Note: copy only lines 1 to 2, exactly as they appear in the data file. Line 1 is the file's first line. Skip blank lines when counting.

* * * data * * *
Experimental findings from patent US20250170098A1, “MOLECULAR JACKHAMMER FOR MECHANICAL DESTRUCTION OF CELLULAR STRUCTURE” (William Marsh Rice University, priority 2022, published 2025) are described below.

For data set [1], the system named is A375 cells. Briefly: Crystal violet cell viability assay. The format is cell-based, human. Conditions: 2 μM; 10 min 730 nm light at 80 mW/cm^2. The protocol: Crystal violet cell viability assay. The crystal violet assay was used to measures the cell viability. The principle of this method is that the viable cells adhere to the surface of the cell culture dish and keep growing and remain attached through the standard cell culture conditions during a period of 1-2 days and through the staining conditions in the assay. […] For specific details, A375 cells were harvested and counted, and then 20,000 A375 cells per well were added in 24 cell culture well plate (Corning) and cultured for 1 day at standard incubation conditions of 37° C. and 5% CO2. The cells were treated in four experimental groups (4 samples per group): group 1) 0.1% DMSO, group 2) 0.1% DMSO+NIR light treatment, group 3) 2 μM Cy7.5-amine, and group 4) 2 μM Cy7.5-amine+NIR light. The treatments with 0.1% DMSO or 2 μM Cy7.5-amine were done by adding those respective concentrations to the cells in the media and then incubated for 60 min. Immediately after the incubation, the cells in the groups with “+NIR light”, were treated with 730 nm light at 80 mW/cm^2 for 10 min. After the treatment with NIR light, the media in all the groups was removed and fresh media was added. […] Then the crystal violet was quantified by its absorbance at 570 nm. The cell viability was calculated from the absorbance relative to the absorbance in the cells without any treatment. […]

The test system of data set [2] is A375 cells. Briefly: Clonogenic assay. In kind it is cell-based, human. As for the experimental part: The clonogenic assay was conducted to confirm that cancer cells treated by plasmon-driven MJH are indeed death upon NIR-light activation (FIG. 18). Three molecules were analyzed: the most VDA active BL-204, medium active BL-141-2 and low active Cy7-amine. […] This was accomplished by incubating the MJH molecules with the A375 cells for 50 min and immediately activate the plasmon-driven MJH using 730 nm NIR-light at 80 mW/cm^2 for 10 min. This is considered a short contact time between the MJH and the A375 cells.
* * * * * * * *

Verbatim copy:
Experimental findings from patent US20250170098A1, “MOLECULAR JACKHAMMER FOR MECHANICAL DESTRUCTION OF CELLULAR STRUCTURE” (William Marsh Rice University, priority 2022, published 2025) are described below.

For data set [1], the system named is A375 cells. Briefly: Crystal violet cell viability assay. The format is cell-based, human. Conditions: 2 μM; 10 min 730 nm light at 80 mW/cm^2. The protocol: Crystal violet cell viability assay. The crystal violet assay was used to measures the cell viability. The principle of this method is that the viable cells adhere to the surface of the cell culture dish and keep growing and remain attached through the standard cell culture conditions during a period of 1-2 days and through the staining conditions in the assay. […] For specific details, A375 cells were harvested and counted, and then 20,000 A375 cells per well were added in 24 cell culture well plate (Corning) and cultured for 1 day at standard incubation conditions of 37° C. and 5% CO2. The cells were treated in four experimental groups (4 samples per group): group 1) 0.1% DMSO, group 2) 0.1% DMSO+NIR light treatment, group 3) 2 μM Cy7.5-amine, and group 4) 2 μM Cy7.5-amine+NIR light. The treatments with 0.1% DMSO or 2 μM Cy7.5-amine were done by adding those respective concentrations to the cells in the media and then incubated for 60 min. Immediately after the incubation, the cells in the groups with “+NIR light”, were treated with 730 nm light at 80 mW/cm^2 for 10 min. After the treatment with NIR light, the media in all the groups was removed and fresh media was added. […] Then the crystal violet was quantified by its absorbance at 570 nm. The cell viability was calculated from the absorbance relative to the absorbance in the cells without any treatment. […]